In order to fully grasp the power of meditation, the process or idea of meditation has to be put into context with ourselves as the subject and everything or everybody else as the object. This can be thought of as our sense of ‘’I’ or ‘me’ (internal world), in relation to ‘them’ (external world). Most people struggle with the great divide between their internal and their external experiences, which frequently seem to oppose each other, creating a variety of different frictions and contradictions. The main objective of meditation is to manifest balance internally and externally so that the external world is nourished by the internal world and vice versa.
It has to work both ways, otherwise a lasting harmony and centeredness can’t be sustained. We have a deeply engrained concept of duality, that is the notion of me as the ‘subject’ and everything else as the ‘object’. Whilst this belief holds the upper hand, then the sense of friction will remain. This on-going friction (struggle between internal and external) influences the way we act in life, in the process consuming large amounts of physical and mental energies and ultimately creating stress in the body and agitation in the mind.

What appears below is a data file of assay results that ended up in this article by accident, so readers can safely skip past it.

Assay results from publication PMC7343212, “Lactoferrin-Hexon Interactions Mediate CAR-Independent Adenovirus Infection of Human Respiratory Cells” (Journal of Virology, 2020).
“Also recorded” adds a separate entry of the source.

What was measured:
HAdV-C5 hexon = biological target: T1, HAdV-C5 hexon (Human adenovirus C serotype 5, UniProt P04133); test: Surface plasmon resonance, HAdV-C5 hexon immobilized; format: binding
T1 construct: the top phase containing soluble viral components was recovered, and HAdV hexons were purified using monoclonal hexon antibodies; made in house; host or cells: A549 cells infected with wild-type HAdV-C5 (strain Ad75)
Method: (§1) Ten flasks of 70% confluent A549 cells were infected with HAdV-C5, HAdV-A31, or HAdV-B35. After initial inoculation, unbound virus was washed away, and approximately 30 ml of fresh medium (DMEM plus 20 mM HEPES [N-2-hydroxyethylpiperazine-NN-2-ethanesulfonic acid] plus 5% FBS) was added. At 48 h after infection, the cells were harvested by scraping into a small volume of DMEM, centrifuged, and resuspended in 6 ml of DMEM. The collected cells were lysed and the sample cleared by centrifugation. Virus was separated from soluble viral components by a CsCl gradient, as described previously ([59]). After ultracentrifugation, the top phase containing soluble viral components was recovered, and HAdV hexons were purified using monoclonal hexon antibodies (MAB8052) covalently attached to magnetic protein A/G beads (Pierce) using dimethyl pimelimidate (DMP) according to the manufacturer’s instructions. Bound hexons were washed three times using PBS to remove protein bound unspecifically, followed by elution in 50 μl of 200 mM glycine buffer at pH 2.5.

However, this continuous friction might take us to a certain turning point in our life where we start asking different questions and search out possible solutions that would enable us to channel our energies and create a balance between our internal and external world of experiences.
Fancy taking a meditation class with Alex Filmer-Lorch? You can here.
Alexander Filmer-Lorch guides and facilitates both teachers and students at an international level. His work is a synthesis of 30 years of experience in movement, yogic disciplines & meditation, applied philosophy & eastern psychology, bringing the body, mind and spirit to a natural state of meditative synthesis. He has established an reputation for innovation in developing yoga, meditation and movement-based teaching inspired by the latest scientific research on the body and self-development.
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